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European Union and UNHCR reaffirm strong support to Ugandan refugee response

European Union and UNHCR reaffirm strong support to Ugandan refugee response

29 March 2023
Uganda. European Union and UNHCR reaffirm strong support to Ugandan refugee response
(from back left-right) Myriam Ferran, the European Union (EU) Deputy Director General for International Partnerships (EU-INTPA), UNHCR's Assistant High Commissioner (Operations) Raouf Mazou, EU Ambassador to Uganda Jan Sadek and Uganda's Minister for Disaster Preparedness and Refugees Esther Anyakun Davinia, at a briefing at the Rubondo health centre in the Nakivale settlement, south-western Uganda.

During a visit by EU and UNHCR officials to the Nakivale refugee settlement, in southwestern Uganda, the EU representative announced an additional EUR 15 million funding to support the Ugandan refugee response in partnership with UNHCR.

The announcement was made during a joint EU-UNHCR visit to Uganda, led by Myriam Ferran, Deputy Director General of the EU’s Directorate-General for International Partnerships, and UNHCR’s Assistant High Commissioner for Operations, Raouf Mazou. The visit aimed at reaffirming EU and UNHCR’s appreciation of Ugandan’s open-door policy for refugees and the country’s leadership in promoting refugee inclusion.

Over the next three years, this additional funding of EUR 15 million, or UGX 61 billion, will notably contribute to strengthening policy, data and evidence, as well as improving the integration of refugees into public service across sectors such as education, health, water and sanitation, and environment. The new allocation is part of ongoing efforts to support initiatives by the Ugandan government to provide solutions for refugees, and strengthen the alignment of humanitarian and development assistance for greater sustainability of the refugee response.”

The ongoing conflict in the eastern Democratic Republic of Congo (DRC), the protracted humanitarian situation in South Sudan, and the effects of climate change throughout the region have continued to force people to seek safety in Uganda, with more than 17,000 people arriving in the country since the start of 2023, alone.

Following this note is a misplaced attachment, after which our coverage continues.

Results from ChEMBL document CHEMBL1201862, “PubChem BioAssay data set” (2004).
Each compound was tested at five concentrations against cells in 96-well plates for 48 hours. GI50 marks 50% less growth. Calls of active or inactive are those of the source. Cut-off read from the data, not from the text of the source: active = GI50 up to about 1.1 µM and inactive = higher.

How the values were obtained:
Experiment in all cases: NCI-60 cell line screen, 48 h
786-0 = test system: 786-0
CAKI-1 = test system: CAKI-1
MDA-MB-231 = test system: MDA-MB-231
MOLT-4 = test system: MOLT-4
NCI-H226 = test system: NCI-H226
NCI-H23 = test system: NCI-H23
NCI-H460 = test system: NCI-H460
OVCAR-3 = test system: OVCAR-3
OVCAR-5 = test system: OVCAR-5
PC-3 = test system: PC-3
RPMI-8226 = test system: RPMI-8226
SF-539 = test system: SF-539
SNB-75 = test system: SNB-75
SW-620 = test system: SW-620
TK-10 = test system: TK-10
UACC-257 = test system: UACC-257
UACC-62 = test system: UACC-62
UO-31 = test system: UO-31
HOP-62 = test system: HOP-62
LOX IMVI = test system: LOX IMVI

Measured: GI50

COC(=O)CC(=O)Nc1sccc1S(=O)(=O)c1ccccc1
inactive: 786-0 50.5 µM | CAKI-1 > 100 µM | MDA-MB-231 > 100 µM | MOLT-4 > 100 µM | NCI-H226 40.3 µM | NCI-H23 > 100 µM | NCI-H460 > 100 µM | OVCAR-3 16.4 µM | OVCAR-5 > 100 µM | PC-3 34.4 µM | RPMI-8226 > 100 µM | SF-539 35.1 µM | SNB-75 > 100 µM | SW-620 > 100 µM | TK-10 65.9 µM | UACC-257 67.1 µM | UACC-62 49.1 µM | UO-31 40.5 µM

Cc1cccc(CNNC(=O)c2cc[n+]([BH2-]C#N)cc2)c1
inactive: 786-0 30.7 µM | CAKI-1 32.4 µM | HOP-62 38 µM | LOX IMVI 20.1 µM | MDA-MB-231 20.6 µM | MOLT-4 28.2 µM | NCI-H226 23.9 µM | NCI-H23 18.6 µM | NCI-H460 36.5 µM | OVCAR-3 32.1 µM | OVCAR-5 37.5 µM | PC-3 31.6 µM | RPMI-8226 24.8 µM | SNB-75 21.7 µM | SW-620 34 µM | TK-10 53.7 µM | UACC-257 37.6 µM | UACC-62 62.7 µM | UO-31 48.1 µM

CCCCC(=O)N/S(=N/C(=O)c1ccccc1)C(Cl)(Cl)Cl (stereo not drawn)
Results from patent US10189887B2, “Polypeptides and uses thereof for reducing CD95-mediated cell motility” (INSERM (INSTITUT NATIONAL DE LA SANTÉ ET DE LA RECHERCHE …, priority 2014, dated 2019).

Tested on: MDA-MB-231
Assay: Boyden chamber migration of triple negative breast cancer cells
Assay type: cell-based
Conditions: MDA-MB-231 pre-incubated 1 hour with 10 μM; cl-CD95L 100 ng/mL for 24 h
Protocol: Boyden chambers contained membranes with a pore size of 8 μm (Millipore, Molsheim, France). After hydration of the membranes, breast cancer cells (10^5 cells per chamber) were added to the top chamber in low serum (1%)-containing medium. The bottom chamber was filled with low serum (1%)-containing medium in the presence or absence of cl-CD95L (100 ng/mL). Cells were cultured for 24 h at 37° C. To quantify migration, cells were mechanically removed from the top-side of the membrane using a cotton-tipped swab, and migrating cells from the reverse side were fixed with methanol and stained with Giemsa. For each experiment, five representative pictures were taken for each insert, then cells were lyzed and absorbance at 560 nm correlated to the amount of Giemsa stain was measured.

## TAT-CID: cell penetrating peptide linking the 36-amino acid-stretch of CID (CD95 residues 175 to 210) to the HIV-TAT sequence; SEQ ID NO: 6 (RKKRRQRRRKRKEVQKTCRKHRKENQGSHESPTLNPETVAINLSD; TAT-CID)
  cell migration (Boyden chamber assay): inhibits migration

“Uganda has generously welcomed people forced to flee going back decades, and the country is widely regarded as a global model for implementing the Global Compact on Refugees,” said Myriam Ferran. “Our additional support will contribute to improving the inclusive approach which is essential in achieving the Sustainable Development Goals and effective protection of refugees and support to the host community.”

“This funding from the EU is critical to support refugee-hosting areas and is needed now more than ever,” said UNHCR’s Raouf Mazou. “Uganda has demonstrated immense generosity to refugees. We continue to appeal for more international solidarity – including from development institutions – to step-up support and ensure the well-being and dignity of refugees and their local communities.”

Nearly 1.5 million refugees, most of them from the DRC and South Sudan, live in Uganda, making it the largest refugee-hosting country in Africa and the third largest globally.

Uganda is also one of the co-conveners for this year’s Global Refugee Forum, which will be held in Geneva in December 2023, to bring together global leaders and stakeholders to discuss concrete solutions to address the pressing needs of refugees and host communities.

The new funding partnership between the EU, UNHCR, and the Ugandan government stands out as an example of the kind of humanitarian-to-development support that the Global Refugee Forum seeks to promote.  

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